Posted on: 04/16/2010

Targeted Agent Blocked Growth of Deadly Brain Cancer in Preclinical

The drug, now being tested in other cancers, provides new hope for
treatment of glioblastoma

Washington, DC - A drug already in clinical trials to treat a variety of
tumors shows a remarkable ability to shut down growth of glioblastoma in
both laboratory cells and in animals, say researchers from Georgetown
Lombardi Comprehensive Cancer Center and the University of California,
San Francisco (UCSF).

In their experiments, the agent put a brake on growth of laboratory cancer
cell lines, and no mice with glioblastoma in their brain died as a result of
their tumor while on therapy.They say their findings, reported in the April
15 issue of Cancer Research posted online today, provides hope that the
drug, PD-0332991, could offer a new treatment option for glioblastoma,
which is the most common as well as the deadliest form of brain cancer. A
clinical trial testing the therapy in patients with recurrent brain cancer is
under development.

"We have had just amazing results in these preclinical studies," says Todd
Waldman, MD, PhD, an associate professor of oncology at Lombardi. "We
are hopeful it will prove to be effective in brain cancer patients for which
there is little effective therapy."Waldman is the study's co-lead
investigator, along with C. David James, PhD, professor of neurological
surgery at UCSF. "What is especially encouraging about this agent is that
we found it can easily pass through the blood-brain barrier and access
glioblastoma, and that there is already a simple test available for screening
glioblastoma patients in advance to see whether or not they should be
responsive to this therapy," James says.Given the molecular data from a
recently published study by The Cancer Genome Atlas Research Network,
about 90 percent of glioblastoma patients have a molecular profile that
would make them candidates for the drug, the researchers say.The drug is
currently being tested in clinical trials for otherwise untreatable teratomas,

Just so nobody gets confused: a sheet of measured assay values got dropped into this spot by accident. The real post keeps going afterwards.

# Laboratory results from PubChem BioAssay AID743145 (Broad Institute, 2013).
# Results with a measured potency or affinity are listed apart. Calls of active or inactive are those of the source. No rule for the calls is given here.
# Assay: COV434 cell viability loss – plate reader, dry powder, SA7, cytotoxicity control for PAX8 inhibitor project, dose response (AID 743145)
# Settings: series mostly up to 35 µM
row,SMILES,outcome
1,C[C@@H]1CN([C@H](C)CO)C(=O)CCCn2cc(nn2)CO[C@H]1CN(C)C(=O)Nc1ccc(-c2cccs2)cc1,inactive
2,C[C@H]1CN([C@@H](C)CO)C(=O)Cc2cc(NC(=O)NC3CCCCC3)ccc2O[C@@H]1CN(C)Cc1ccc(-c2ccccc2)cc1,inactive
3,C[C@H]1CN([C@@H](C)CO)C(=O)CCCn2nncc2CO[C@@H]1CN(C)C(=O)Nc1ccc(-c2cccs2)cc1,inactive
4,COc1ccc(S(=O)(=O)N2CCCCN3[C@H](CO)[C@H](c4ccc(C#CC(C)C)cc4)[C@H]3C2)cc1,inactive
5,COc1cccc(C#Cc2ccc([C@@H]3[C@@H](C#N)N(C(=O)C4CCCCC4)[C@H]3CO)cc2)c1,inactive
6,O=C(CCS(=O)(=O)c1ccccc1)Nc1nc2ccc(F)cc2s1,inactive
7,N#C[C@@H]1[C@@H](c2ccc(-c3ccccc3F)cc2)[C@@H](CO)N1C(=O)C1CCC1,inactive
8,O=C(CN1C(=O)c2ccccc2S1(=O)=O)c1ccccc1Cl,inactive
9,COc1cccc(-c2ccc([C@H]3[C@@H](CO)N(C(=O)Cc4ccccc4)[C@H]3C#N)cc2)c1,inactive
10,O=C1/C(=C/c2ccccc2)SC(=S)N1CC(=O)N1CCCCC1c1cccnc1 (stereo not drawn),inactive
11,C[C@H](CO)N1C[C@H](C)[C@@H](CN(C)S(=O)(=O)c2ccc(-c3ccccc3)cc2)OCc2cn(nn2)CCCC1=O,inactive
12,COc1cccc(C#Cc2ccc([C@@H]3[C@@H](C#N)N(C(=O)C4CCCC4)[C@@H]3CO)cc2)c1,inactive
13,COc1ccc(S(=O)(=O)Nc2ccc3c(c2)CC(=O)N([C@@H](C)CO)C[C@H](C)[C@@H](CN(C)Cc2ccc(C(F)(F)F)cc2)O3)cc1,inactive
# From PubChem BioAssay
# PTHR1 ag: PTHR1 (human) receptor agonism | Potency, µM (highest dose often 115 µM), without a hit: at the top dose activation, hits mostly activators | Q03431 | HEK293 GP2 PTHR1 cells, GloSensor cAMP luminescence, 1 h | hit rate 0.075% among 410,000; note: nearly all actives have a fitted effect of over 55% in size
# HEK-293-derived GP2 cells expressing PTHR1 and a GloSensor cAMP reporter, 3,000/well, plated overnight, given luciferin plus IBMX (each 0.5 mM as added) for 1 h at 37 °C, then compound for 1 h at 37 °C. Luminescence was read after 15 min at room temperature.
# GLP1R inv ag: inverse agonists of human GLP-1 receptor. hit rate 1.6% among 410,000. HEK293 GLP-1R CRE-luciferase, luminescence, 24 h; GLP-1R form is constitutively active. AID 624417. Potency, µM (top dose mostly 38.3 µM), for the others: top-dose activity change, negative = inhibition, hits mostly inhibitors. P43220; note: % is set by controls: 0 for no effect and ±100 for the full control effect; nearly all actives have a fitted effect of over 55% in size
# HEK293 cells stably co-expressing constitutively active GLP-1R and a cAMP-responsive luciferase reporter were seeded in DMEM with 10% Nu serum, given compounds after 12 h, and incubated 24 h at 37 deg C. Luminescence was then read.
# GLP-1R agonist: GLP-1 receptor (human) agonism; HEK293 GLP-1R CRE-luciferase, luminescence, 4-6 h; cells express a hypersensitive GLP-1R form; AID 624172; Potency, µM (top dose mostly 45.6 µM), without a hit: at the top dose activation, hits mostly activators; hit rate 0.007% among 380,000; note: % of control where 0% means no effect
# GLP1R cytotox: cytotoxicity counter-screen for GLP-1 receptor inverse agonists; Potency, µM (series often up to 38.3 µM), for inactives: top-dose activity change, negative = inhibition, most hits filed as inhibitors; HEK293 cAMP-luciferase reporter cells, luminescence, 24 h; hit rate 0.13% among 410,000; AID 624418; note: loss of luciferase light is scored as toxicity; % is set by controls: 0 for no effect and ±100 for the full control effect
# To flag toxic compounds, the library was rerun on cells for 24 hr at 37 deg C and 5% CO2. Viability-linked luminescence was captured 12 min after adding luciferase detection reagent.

as well as multiple myeloma and breast cancer. It is designed to shut down
the activity of molecules, cyclin-dependent kinases 4 and 6 (cdk4/6), that
drive cell division. "In normal cells, these kinases are kept under exquisite
control by a gene known as p16," says Waldman. "But in glioblastoma, and
other cancers, p16 is frequently deleted, and these two kinases are
uncontrollably activated, which drives the cell to divide and form
cancer."The agent, however, does not work if the cancer is missing
expression of a tumor suppressor protein known as retinoblastoma (Rb)
because Rb is needed to control growth in these cells even if cdk4/6 are
inhibited. A test to determine if RB is present is already being used to
screen patients for use of PD-0332991 in the ongoing clinical trials.A
research team at Georgetown led by Waldman, conducted laboratory
studies on 21 different cell lines derived from the tumors of patients with
glioblastoma. They tested PD-0332991 at various concentrations to see if it
could stop growth of the cancer cells, and found it to be effective in all 16
cell lines with a functioning Rb gene, but it did not work in 5 cell lines
missing Rb. "The agent was very potent in stopping cancer growth, but it
was also quite clean in that it only seemed to inhibit the two molecules it
targeted, and no other," says Waldman. "Most drugs are dirtier than that -
they hit multiple unintended targets."What intrigues Waldman, he says, is
that no one has discovered what the "normal" function for cdk4/6 is. "Mice
lacking either cdk4 or cdk6 grow up to be relatively healthy, so it may be
that these kinases are really only important for cancer growth," Waldman
says. "That would be an exciting development, if true, but no one knows
yet."James led a team of scientists at UCSF that implanted three different
kinds of human glioblastoma directly into the brains of mice, and then they
treated them with PD-0332991. They discovered first that the agent
effectively reached intracranial tumors - "and it wasn't known beforehand
that it would, so this was very good news," says James - and that the cancer
did not grow as long as the mice continued on the drug, but that they
quickly died from the cancer when the agent was withdrawn.Because PD-
0332991 itself does not kill cancer cells - just arrests their growth - the
researchers then combined the agent with radiation and found that
outcomes were superior to use of PD-0332991 alone. They further
successfully tested the agent in mice in which glioblastoma had come back
after treatment with temozolomide, a chemotherapy that is the standard-of-
care for many patients."We don't know how well this agent will perform in
patients with glioblastoma, but in the mice we studied, we saw very
impressive, durable effect that was sustained as long as therapy was
administered," says James.The study was funded in part by grants from the
National Institutes of Health and the American Cancer Society. Pfizer
Global Research and Development supplied PD-0332991, and a researcher
from that company also participated in the study. The authors disclose no
potential conflicts of interest.


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